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Reliability Verification

Design verification that helps ensure the robustness of a design and reduce susceptibility to premature or catastrophic electrical failures.
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Description

Reliability verification is a category of physical verification that helps ensure the robustness of a design by considering the context of schematic and layout information to perform user-definable checks against various electrical and physical design rules that reduce susceptibility to premature or catastrophic electrical failures, usually over time.

Reliability is a growing concern for integrated circuit (IC) designers, especially in products such as communications, medical, and transportation, where reliability and performance are not just market differentiators, but critical aspects of safe and effective operation. Many reliability checks are difficult or simply not possible to check using traditional design rule checking (DRC), layout vs. schematic (LVS) and electrical rule checking (ERC) tools, and can potentially affect a wide range of IC designs. Electrostatic discharge (ESD), electrical overstress (EOS), Voltage-Aware DRC and latch-up are just some of the application areas that require these complex geometrical and electrical checks which can result in reduced device lifetime, reliability, yield, defect escapes to customers, and delayed failures in the field.

Contrary to traditional electrical checks using a single device/pin to net relation, reliability requirements can often only be described by a topological view that combines both circuit description and physical devices. Consequently, a reliability verification tool must have the ability to use both netlist and layout information to perform electrical checks that consider the context of the design intent for both layout-related and circuit-dependent checks. Such tools can also employ topological constraints to verify that the correct structures are in place wherever circuit design rules require them. Ideally, the tool can identify the complex circuit topology on a design netlist, either streamed from the schematic or extracted from the layout. Once topologies of interest are identified, the tool typically checks the specific constraints, usually defined by the design team, whether they are electrical or geometrical. Topology recognition capabilities can also be employed to quickly check specific sections of designs rather than the entire chip. The programmability aspect enables the design team to augmented standard foundry rule decks to include custom verification requirements based on design rules for circuit reliability.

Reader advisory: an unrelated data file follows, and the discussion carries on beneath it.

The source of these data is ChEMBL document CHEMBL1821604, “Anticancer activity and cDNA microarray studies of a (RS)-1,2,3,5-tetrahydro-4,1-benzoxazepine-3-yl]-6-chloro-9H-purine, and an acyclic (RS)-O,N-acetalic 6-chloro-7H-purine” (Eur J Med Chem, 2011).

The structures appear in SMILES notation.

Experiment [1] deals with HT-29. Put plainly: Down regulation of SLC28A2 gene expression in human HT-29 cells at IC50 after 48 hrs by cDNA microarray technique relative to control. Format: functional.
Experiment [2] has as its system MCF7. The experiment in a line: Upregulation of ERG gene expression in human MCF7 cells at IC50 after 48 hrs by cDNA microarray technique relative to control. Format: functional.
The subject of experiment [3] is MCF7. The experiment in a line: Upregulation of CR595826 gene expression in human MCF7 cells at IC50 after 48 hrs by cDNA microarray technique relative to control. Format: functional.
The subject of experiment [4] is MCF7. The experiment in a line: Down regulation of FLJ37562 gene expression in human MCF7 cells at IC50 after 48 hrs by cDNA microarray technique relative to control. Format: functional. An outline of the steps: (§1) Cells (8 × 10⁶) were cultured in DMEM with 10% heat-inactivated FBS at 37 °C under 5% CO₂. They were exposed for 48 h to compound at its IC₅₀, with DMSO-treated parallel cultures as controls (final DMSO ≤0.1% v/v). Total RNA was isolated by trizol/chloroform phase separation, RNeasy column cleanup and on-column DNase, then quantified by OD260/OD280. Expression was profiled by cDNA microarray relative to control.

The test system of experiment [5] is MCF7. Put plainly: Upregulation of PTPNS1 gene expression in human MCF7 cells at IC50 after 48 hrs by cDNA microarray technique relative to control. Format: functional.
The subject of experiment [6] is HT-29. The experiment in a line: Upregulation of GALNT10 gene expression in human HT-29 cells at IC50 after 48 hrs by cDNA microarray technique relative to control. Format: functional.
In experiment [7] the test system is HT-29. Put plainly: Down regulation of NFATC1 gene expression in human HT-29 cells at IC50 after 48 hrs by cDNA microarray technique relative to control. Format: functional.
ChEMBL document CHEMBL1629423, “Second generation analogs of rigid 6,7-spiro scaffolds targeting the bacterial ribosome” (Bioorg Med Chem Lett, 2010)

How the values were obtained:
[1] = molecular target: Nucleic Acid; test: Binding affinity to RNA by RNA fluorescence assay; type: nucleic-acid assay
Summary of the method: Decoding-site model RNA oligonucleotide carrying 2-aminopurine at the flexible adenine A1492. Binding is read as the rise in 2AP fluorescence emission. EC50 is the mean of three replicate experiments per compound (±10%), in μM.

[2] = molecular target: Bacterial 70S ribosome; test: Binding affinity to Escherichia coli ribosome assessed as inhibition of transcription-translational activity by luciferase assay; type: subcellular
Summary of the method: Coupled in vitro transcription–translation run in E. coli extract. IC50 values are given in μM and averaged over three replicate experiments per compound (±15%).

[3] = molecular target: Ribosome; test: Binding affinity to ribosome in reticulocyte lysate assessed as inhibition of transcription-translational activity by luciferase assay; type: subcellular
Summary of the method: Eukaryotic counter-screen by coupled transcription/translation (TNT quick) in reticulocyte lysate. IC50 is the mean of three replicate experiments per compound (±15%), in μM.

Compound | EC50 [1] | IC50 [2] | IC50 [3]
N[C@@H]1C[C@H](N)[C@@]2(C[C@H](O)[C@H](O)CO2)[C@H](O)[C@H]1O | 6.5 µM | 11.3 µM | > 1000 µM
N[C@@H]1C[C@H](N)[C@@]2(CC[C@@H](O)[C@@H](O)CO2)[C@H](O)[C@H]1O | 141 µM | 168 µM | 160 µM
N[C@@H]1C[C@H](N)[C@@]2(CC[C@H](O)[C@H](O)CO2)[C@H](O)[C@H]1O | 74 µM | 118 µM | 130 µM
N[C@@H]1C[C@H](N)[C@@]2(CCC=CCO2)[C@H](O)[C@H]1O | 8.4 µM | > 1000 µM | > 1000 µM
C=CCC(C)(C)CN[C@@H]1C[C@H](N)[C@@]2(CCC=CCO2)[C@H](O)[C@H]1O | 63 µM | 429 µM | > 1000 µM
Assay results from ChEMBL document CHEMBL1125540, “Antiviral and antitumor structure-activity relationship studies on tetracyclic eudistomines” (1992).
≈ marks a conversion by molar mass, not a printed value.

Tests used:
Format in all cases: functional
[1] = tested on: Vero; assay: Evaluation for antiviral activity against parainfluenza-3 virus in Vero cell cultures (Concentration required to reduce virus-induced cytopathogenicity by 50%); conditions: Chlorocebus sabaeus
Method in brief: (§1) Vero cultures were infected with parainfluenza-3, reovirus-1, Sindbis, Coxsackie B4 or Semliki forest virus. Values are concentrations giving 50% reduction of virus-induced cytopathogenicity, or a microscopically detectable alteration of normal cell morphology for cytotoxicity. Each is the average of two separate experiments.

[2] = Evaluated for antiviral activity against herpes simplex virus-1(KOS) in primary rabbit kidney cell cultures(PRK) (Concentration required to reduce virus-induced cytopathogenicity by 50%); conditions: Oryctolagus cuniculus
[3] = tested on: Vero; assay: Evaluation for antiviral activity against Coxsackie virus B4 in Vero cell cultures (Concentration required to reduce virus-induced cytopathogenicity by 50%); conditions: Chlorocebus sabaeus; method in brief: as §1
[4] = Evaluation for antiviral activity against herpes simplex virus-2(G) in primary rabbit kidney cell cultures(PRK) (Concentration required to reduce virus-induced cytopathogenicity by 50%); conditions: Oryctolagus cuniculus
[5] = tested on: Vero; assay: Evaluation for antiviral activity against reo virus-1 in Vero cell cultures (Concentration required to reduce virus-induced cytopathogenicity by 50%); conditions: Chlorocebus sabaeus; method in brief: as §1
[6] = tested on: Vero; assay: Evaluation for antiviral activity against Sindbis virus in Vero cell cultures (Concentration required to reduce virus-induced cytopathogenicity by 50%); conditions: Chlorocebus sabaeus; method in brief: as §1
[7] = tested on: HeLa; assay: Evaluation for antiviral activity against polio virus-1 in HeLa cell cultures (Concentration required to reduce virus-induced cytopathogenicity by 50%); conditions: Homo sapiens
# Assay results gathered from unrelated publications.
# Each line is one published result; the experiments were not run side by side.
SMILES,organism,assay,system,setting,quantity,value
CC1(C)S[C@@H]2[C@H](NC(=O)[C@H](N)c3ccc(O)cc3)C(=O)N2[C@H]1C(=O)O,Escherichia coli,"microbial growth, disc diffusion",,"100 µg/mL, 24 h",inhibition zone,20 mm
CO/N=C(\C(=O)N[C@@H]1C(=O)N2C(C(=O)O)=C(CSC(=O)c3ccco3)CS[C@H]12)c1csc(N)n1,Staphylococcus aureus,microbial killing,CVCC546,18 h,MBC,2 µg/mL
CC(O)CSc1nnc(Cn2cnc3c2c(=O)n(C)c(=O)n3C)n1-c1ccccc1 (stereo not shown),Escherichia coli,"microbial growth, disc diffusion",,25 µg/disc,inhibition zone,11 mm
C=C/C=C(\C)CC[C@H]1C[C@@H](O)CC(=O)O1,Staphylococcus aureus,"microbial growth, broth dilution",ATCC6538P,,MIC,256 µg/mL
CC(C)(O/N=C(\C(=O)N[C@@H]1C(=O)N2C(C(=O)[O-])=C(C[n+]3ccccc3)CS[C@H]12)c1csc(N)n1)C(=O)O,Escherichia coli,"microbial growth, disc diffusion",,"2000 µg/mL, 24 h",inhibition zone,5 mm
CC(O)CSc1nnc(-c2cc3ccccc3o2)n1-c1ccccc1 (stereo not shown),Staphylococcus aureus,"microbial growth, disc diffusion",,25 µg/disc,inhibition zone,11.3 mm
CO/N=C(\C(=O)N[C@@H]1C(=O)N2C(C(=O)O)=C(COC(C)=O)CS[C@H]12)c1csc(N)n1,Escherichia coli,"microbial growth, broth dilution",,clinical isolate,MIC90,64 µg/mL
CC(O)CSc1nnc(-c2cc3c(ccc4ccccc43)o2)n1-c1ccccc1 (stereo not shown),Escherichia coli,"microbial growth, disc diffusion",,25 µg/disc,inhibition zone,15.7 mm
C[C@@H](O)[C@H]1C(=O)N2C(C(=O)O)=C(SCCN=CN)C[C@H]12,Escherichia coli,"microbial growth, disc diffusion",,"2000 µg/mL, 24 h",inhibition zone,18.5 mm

Low-power and multiple-power verification requires system knowledge and careful tracking of signals which cross power domains. Some reliability verification tools employ static voltage checking to propagate expected voltages throughout the design based on the input voltages on IO pins. These rules can be used to propagate voltages across different device types to identify signal lines crossing from one domain to another without appropriate design protection structures in place (like level shifters). The verification of these multiple power domain configurations and others enable verification of the layout or the schematic for early detection of scenarios which would lead to premature silicon failure.

ESD checks typically include several considerations, such as identifying possible areas of electrical failure, geometrical constraints of device dimensions, the number of device fingers, distance from supply pads, and different circuitry requirements for multiple power domains. When given the appropriate design parameters, a reliability verification tool can identify the circuit elements that make up ESD protection structures and ensure that they have the correct values, that elements are properly connected with respect to the core IC, and that no elements are missing.

Reliability verification often considers the transistor placement and design interactions, which can have a significant impact on design robustness. Such interactions include:
• Point-to-Point resistance (P2P)
• Current Density (CD)
• Voltage-Aware DRC, to avoid time dependent dielectric breakdown (TDDB)
• Hot gate/diffusion identification
• Layer extension/coverage
• Device matching

Identifying areas of weakness in both pre- and post-layout verification environments is an important aspect of reliability verification. While there are many tools capable of performing one specific aspect of reliability verification (P2P or CD only, or topology only checks, for example), understanding the design in context, while incorporating verification for both topological and layout considerations is of paramount importance for a comprehensive reliability verification solution capable of considering all aspects of this type of verification in a single platform.

Original page contents provided by Mentor Graphics


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